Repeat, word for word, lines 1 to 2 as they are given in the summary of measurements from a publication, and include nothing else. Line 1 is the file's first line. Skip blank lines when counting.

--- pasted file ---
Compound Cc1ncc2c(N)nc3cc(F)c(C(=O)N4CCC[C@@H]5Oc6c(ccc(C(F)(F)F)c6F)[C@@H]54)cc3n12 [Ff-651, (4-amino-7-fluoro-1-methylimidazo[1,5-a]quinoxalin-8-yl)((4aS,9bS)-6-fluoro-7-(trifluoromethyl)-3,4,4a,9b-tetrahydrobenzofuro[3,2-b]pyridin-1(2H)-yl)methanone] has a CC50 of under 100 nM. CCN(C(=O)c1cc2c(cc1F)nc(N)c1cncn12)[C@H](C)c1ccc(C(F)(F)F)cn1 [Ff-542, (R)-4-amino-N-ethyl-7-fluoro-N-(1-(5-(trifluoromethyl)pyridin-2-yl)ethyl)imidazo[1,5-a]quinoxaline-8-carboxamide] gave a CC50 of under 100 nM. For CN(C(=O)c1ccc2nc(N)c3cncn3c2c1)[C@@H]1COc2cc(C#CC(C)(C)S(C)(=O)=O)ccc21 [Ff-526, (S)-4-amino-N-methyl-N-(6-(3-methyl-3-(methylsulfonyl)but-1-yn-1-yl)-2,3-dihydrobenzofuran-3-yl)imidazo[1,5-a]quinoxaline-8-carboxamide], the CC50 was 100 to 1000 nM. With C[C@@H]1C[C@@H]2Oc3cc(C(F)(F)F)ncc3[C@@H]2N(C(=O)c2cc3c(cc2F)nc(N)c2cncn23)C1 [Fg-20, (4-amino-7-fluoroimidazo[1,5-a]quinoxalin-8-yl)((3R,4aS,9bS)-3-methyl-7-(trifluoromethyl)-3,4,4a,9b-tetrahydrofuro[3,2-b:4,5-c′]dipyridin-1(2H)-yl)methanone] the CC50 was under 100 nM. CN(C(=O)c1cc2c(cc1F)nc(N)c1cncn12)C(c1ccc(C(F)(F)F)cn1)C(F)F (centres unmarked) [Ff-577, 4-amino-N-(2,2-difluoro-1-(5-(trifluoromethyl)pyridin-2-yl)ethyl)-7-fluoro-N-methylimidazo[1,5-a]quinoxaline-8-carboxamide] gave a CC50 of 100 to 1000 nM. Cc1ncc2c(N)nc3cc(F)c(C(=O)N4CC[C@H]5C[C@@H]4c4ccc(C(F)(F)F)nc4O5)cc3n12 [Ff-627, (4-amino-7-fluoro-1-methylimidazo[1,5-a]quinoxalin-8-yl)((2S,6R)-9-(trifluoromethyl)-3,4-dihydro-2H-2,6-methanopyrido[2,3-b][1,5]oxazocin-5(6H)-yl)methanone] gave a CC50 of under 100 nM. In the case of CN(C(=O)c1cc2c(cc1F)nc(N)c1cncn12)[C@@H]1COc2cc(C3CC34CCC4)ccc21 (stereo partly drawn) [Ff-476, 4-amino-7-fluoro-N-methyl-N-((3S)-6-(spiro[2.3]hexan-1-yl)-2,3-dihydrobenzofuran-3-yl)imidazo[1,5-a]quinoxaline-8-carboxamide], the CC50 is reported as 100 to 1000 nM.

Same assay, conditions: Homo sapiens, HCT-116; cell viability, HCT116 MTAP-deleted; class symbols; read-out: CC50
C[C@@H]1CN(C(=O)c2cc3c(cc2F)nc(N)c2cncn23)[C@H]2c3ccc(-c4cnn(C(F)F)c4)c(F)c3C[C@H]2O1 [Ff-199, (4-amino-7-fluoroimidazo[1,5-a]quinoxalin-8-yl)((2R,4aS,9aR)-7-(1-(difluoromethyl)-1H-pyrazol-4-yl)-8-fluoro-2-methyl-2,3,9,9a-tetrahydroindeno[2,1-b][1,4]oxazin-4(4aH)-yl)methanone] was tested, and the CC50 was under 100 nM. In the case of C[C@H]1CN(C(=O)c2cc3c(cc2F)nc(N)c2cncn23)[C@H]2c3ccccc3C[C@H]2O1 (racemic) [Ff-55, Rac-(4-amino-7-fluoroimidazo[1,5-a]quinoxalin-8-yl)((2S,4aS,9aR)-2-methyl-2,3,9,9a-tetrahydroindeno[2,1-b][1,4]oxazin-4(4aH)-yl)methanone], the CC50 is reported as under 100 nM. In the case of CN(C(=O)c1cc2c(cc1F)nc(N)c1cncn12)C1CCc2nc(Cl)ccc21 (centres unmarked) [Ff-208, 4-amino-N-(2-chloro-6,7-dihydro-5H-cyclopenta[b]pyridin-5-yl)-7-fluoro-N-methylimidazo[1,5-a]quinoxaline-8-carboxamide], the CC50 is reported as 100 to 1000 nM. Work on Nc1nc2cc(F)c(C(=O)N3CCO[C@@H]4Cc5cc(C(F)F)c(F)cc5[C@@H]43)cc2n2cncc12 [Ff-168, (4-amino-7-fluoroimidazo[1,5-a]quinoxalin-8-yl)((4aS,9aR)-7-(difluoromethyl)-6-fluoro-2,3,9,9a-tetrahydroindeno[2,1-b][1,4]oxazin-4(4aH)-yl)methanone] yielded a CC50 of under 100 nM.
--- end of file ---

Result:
Compound Cc1ncc2c(N)nc3cc(F)c(C(=O)N4CCC[C@@H]5Oc6c(ccc(C(F)(F)F)c6F)[C@@H]54)cc3n12 [Ff-651, (4-amino-7-fluoro-1-methylimidazo[1,5-a]quinoxalin-8-yl)((4aS,9bS)-6-fluoro-7-(trifluoromethyl)-3,4,4a,9b-tetrahydrobenzofuro[3,2-b]pyridin-1(2H)-yl)methanone] has a CC50 of under 100 nM. CCN(C(=O)c1cc2c(cc1F)nc(N)c1cncn12)[C@H](C)c1ccc(C(F)(F)F)cn1 [Ff-542, (R)-4-amino-N-ethyl-7-fluoro-N-(1-(5-(trifluoromethyl)pyridin-2-yl)ethyl)imidazo[1,5-a]quinoxaline-8-carboxamide] gave a CC50 of under 100 nM. For CN(C(=O)c1ccc2nc(N)c3cncn3c2c1)[C@@H]1COc2cc(C#CC(C)(C)S(C)(=O)=O)ccc21 [Ff-526, (S)-4-amino-N-methyl-N-(6-(3-methyl-3-(methylsulfonyl)but-1-yn-1-yl)-2,3-dihydrobenzofuran-3-yl)imidazo[1,5-a]quinoxaline-8-carboxamide], the CC50 was 100 to 1000 nM. With C[C@@H]1C[C@@H]2Oc3cc(C(F)(F)F)ncc3[C@@H]2N(C(=O)c2cc3c(cc2F)nc(N)c2cncn23)C1 [Fg-20, (4-amino-7-fluoroimidazo[1,5-a]quinoxalin-8-yl)((3R,4aS,9bS)-3-methyl-7-(trifluoromethyl)-3,4,4a,9b-tetrahydrofuro[3,2-b:4,5-c′]dipyridin-1(2H)-yl)methanone] the CC50 was under 100 nM. CN(C(=O)c1cc2c(cc1F)nc(N)c1cncn12)C(c1ccc(C(F)(F)F)cn1)C(F)F (centres unmarked) [Ff-577, 4-amino-N-(2,2-difluoro-1-(5-(trifluoromethyl)pyridin-2-yl)ethyl)-7-fluoro-N-methylimidazo[1,5-a]quinoxaline-8-carboxamide] gave a CC50 of 100 to 1000 nM. Cc1ncc2c(N)nc3cc(F)c(C(=O)N4CC[C@H]5C[C@@H]4c4ccc(C(F)(F)F)nc4O5)cc3n12 [Ff-627, (4-amino-7-fluoro-1-methylimidazo[1,5-a]quinoxalin-8-yl)((2S,6R)-9-(trifluoromethyl)-3,4-dihydro-2H-2,6-methanopyrido[2,3-b][1,5]oxazocin-5(6H)-yl)methanone] gave a CC50 of under 100 nM. In the case of CN(C(=O)c1cc2c(cc1F)nc(N)c1cncn12)[C@@H]1COc2cc(C3CC34CCC4)ccc21 (stereo partly drawn) [Ff-476, 4-amino-7-fluoro-N-methyl-N-((3S)-6-(spiro[2.3]hexan-1-yl)-2,3-dihydrobenzofuran-3-yl)imidazo[1,5-a]quinoxaline-8-carboxamide], the CC50 is reported as 100 to 1000 nM.

Same assay, conditions: Homo sapiens, HCT-116; cell viability, HCT116 MTAP-deleted; class symbols; read-out: CC50